Beginnings of Life
Could life have arrived from outer space?
There is another theory of how the precursors of life were brought to Earth—known as panspermia. Scientists theorize that comets and asteroids bombarded the early Earth, bringing complex organic materials, many of which survived the fall to our planet.
Scientists know there are such organic materials in space. In the late 1960s, radio astronomers discovered organic molecules in dark nebulae. Since that time, other sources have been found, including organic molecules existing in space bodies such as asteroids, comets, and meteorites. In 1969, analysis of a meteorite showed at least 74 amino acids within the chunk of rock. Scientists began to speculate that the organic molecules could have traveled to Earth via meteorites, cometary dust, or, during the early years of Earth, by way of comets and asteroids.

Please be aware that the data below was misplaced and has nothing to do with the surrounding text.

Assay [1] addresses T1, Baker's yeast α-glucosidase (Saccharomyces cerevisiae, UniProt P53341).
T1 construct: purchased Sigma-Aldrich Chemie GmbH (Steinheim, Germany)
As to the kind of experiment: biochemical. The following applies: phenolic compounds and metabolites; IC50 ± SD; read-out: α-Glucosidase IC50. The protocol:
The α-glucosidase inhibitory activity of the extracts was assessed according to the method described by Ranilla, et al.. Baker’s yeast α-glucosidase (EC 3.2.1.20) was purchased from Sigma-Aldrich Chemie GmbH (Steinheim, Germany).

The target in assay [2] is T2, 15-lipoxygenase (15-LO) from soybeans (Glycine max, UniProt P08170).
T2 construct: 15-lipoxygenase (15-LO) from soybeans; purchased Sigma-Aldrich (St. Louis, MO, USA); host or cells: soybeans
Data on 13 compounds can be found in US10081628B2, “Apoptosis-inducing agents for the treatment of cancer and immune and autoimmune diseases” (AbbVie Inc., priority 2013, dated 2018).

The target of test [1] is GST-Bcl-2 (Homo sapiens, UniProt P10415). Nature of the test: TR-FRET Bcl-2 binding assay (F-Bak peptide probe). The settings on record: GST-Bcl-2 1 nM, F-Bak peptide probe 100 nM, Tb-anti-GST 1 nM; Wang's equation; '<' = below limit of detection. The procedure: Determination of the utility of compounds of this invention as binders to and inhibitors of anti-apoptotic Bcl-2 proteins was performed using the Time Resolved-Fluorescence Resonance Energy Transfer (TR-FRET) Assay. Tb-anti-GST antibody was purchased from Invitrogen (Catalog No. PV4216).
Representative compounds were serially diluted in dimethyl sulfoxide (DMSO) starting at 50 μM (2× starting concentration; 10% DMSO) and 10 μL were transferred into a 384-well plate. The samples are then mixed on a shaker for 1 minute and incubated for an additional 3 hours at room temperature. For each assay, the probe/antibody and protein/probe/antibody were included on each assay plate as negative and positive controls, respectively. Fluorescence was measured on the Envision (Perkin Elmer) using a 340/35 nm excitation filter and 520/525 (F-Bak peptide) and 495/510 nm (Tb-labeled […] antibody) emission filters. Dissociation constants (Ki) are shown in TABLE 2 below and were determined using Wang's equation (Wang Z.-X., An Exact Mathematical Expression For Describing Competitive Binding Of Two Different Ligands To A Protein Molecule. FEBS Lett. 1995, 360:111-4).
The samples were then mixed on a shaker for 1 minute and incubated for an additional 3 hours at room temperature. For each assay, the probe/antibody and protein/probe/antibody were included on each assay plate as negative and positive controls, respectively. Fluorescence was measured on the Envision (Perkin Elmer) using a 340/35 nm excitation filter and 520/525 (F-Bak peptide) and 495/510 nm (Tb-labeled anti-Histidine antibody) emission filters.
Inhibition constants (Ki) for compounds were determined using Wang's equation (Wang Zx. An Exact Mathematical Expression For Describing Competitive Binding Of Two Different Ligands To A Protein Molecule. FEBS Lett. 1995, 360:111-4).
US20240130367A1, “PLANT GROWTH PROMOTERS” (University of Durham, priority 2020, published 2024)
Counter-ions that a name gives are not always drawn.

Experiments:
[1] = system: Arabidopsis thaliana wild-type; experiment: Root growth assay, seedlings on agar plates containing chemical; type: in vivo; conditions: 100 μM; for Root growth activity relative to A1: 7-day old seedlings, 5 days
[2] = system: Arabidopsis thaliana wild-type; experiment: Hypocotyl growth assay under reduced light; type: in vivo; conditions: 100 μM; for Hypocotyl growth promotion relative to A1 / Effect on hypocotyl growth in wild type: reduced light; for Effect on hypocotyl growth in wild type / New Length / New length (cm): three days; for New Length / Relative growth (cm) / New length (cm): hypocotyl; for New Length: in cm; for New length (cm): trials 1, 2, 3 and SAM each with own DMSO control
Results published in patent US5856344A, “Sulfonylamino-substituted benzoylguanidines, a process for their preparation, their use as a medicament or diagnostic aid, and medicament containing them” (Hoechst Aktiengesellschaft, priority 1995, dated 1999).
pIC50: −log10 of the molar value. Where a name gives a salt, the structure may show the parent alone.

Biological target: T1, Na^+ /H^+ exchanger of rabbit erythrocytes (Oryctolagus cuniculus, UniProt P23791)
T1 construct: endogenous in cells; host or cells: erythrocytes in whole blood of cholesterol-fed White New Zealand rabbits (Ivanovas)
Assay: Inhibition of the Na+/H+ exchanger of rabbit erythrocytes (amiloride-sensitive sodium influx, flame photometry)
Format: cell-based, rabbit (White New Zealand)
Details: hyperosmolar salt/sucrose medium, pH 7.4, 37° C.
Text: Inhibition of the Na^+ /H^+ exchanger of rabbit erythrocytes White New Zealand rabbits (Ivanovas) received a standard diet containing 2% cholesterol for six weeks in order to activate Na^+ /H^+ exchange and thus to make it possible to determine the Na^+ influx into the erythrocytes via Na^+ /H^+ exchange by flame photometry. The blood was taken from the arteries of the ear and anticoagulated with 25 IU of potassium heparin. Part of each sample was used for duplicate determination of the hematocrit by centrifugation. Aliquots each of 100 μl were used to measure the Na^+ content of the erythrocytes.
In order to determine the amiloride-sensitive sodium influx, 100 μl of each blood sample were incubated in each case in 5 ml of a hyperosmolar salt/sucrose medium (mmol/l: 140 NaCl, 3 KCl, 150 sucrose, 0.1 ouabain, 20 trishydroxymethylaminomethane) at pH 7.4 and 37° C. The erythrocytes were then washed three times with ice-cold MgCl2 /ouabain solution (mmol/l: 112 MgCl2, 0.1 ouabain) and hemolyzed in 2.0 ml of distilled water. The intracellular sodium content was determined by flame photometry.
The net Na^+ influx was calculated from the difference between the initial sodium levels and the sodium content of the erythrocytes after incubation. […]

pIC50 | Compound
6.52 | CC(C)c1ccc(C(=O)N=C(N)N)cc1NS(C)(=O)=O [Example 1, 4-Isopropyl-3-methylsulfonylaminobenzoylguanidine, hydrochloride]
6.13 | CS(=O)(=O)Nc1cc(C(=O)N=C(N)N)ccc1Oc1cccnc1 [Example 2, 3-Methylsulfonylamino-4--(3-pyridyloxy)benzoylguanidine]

Although many scientists argue that the heat from the impact of a giant asteroid or comet would destroy any organic passengers, many other scientists disagree. They propose that only the outer layers of a large body would be affected, or that the fine, unheated dust of comets could have brought the necessary amino acids to Earth. If this theory is true, we are apparently all—from dinosaurs to humans—made of “star stuff.”